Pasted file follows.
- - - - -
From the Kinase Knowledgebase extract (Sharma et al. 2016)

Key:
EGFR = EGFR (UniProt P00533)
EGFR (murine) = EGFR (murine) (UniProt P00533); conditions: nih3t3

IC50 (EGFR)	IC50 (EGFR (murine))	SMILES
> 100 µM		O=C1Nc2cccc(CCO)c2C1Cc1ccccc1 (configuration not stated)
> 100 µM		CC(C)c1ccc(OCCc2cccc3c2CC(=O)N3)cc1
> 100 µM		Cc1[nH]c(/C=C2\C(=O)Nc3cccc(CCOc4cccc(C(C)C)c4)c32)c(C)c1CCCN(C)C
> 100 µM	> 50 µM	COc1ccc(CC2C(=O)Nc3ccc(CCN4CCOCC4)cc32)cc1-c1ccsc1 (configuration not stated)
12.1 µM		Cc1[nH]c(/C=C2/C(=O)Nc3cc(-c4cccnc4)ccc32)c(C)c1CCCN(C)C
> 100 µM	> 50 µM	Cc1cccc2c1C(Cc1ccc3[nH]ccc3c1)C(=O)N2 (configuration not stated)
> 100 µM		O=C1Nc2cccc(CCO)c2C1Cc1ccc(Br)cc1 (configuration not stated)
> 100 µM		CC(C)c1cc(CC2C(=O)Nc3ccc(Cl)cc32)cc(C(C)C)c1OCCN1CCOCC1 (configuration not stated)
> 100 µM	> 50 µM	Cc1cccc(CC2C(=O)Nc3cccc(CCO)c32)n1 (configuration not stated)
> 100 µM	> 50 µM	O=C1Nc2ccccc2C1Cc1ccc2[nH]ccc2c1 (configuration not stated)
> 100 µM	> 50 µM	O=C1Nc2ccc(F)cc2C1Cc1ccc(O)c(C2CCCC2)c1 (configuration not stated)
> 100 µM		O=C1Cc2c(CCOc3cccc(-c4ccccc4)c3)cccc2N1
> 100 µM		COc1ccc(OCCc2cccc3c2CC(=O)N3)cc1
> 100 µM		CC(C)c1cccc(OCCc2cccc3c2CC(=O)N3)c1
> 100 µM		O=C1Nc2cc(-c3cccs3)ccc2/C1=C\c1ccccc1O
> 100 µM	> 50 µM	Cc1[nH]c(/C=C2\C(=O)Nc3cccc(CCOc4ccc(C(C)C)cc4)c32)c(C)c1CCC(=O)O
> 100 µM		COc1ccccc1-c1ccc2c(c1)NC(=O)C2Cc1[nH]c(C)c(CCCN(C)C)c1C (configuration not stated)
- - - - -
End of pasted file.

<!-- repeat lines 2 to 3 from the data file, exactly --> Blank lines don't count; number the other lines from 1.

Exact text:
Key:
EGFR = EGFR (UniProt P00533)